(The following excerpt from Why Do Rich Kids Have Standardized Test Scores? by Christopher Bergland recently appeared on psychologytoday.com. To view it in its entirety click on the link below.)
Why do children from lower-income families tend to lag behind students from wealthier homes on standardized test scores and other traditional measures of academic success?
On Apr 17, 2015 researchers at the Massachusetts Institute of Technology (MIT) and Harvard University reported (link is external) that the academic “achievement gap” between lower-income and higher-income children is reflected in brain anatomy.
This study did not explore the potential causes for these differences in brain anatomy. However, previous research has shown that lower-income students tend to: suffer from more stress in early childhood, have more limited access to enriching educational resources, and receive less exposure to spoken language and vocabulary early in life. When all of these factors coelesce, they can lead to changes in brain structure, cognitive skills, and lower academic achievement.
What Can We Do About the Ever-Widening Achievement Gap?
Unfortunately, in recent years, the achievement gap in the United States between high- and low-income students has widened. According to Martin West (link is external), an associate professor of education at the Harvard Graduate School of Education and an author of this study, even though the gaps along lines of race and ethnicity have narrowed—the income achievement gap continutes to widen.
“The gap in student achievement, as measured by test scores between low-income and high-income students, is a pervasive and longstanding phenomenon in American education, and indeed in education systems around the world,” West said in a press release. Adding, “There’s a lot of interest among educators and policymakers in trying to understand the sources of those achievement gaps, but even more interest in possible strategies to address them.”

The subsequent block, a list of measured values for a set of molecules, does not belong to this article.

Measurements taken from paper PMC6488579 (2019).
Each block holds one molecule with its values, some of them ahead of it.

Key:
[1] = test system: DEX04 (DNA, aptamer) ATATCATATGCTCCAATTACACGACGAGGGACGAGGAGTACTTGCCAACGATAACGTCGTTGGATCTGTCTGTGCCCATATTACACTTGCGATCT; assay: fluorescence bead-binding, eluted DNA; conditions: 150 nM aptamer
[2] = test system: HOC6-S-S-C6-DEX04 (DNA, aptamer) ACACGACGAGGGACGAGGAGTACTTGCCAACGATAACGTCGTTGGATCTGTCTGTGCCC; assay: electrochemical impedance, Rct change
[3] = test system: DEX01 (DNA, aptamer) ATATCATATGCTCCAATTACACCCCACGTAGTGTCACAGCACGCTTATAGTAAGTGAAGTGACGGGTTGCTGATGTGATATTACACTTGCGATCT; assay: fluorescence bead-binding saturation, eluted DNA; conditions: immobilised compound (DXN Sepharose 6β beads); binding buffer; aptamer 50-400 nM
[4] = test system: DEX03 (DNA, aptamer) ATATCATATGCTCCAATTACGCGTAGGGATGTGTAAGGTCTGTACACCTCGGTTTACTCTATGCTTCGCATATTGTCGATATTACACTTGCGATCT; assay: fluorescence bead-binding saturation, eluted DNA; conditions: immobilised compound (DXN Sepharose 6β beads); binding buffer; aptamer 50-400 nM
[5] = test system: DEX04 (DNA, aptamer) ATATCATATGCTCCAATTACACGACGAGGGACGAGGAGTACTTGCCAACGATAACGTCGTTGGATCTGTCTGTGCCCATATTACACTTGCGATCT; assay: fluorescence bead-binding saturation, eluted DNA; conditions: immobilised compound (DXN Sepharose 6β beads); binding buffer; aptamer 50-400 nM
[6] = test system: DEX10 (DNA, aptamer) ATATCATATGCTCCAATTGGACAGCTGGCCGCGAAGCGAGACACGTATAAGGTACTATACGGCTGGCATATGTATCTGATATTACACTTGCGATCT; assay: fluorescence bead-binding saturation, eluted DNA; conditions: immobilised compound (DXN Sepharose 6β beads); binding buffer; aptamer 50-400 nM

For this study, the researchers compared MRI brain imaging scans of high- and low-income students. The researchers found that the higher-income students had thicker brain cortex in areas associated with visual perception and knowledge accumulation.
The researchers found differences in the thickness of parts of the cortex both in the temporal and occipital lobes. The primary role of these regions are in vision and storing knowledge. The differences in cortical thickness correlated directly with differences in both test scores and family income.
These differences in brain structure were also correlated with one measure of academic achievement—which was higher scores on standardized tests by the students from higher income families.
The Harvard and MIT researchers estimate that the differences in cortical thickness of these brain regions could account for as much as 44 percent of the income achievement gap found in this study.
Previous studies have also shown brain anatomy differences associated with income, but did not link those differences to academic achievement. These findings corroborate similar findings released last month by a team of investigators from nine different universities who identified a correlative link between family income and a child’s brain structure.
Last month, I wrote a Psychology Today blog post titled, “Socioeconomic Factors Impact Childhood Brain Development,” about the March 2015 study (link is external), “Family Income, Parental Education and Brain Structure in Children and Adolescents,” which was published in the online edition of the journal Nature Neuroscience.
In the largest study of its kind, the team of investigators identified a correlative link between family income and a child’s brain structure. The correlation between brain structure differences and family income were the most dramatic in lower-income families.
This blog post is an update to the findings of that study which was led by Elizabeth Sowell (link is external) at The Saban Research Institute of Children’s Hospital Los Angeles and Columbia University Medical Center and coauthored by Teachers College faculty member Kimberly Noble (link is external).